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Works and Days

The Scandal of Our Age

June 17th, 2012 - 10:05 pm

Cui Bono?

But outrage was not the intent of Sanger, nor of any of the other “reporters” who have been given exclusive access to either Obama administration insiders or once sort of, now kind of, classified materials. When one reads David Ignatius on the covert bin Laden raid, here are the sort of inanities that pop out: “This desire to reattach al-Qaeda to the Muslim mainstream is evident in the documents I reviewed that were taken from bin Laden’s compound the night he was killed. … As Wednesday’s anniversary of bin Laden’s death approaches, I have been going back over my notes of these messages. I found some unpublished passages that show how bin Laden’s legacy is an ironic mix.” Or “The scheme is described in one of the documents taken from bin Laden’s compound by U.S. forces on May 2, the night he was killed. I was given an exclusive look at some of these remarkable documents by a senior administration official. They have been declassified and will be available soon to the public in their original Arabic texts and translations.”

How does one seriously claim an “exclusive look” at “remarkable documents” that have been “declassified” and “will be available soon.”  (Note the tense gymnastics.) Either a document is in the public domain for all, or it is not. One does not have an “exclusive” look at otherwise common knowledge. This is incoherent: “A senior administration official” calls up a senior Washington Post reporter to provide him with an “exclusive” look at unclassified documents in the public domain. Why would a “senior” official have to remain unnamed when all he was doing was passing along unclassified information?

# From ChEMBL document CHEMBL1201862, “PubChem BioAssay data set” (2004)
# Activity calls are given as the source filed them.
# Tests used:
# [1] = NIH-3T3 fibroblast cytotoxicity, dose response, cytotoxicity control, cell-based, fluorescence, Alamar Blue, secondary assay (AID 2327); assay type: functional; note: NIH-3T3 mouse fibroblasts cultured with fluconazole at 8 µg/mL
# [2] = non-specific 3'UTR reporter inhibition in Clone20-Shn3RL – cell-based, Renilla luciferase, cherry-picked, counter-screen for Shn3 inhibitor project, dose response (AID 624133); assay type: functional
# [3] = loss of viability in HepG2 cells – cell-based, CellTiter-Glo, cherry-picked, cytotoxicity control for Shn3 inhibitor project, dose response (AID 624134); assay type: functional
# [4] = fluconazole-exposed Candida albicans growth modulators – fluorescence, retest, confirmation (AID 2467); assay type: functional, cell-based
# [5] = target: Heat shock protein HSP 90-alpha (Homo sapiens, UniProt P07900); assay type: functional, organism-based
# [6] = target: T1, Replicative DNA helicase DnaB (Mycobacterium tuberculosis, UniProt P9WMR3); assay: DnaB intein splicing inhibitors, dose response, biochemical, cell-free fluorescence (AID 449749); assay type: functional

What Next?

What should we expect next from the administration rather pleased at these disclosures? More of  “how dare you!” denials from Barack Obama who is “shocked” that we might possibly conclude that he runs the defense of the United States like a poorly managed Tony Rezko land deal.

Expect the New York Times and Washington Post stable to likewise be aghast at any hint they were massaged, and in vain to point to all sorts of nuanced little qualifiers in their stories that we missed, but that really do prove their own independence and “worry,” “skepticism,” and “concern” over some of the shocking things they wrote.

“Classified” is now a postmodern idea, as we see from Ignatius. I think the damage-control procedure will go like this: although we, the public, could not read what the New York Times and Washington Post people read, these “classified” sources were still not really classified. You see, the president decides from moment to moment what is legally classified, what not. When given to a reporter to ensure the public knows that an Achilles rather than a Paris is our commander in chief, the documents in a nanosecond became declassified. In other words, once these leaks go into print, then immediately postfacto all such information was declassified all along: stupid us, we just never asked to read it or talk with these folks who had.

If — a big if — and when either Congress or the media goes after the damage that was done to U.S. interests, expect that almost every subpoenaed source imaginable is now “classified” — as in “How dare you ask for classified information that might endanger the national security just to find out how and why we released ‘declassified’ information that did no harm at all.”

Reader, forget politics. Just digest the nature, theme, the timing, and the damage of these disclosures. Do that and most of you will conclude they are offenses to the security of the United States — or, in the words of Barack Obama on another matter, “unpatriotic.”

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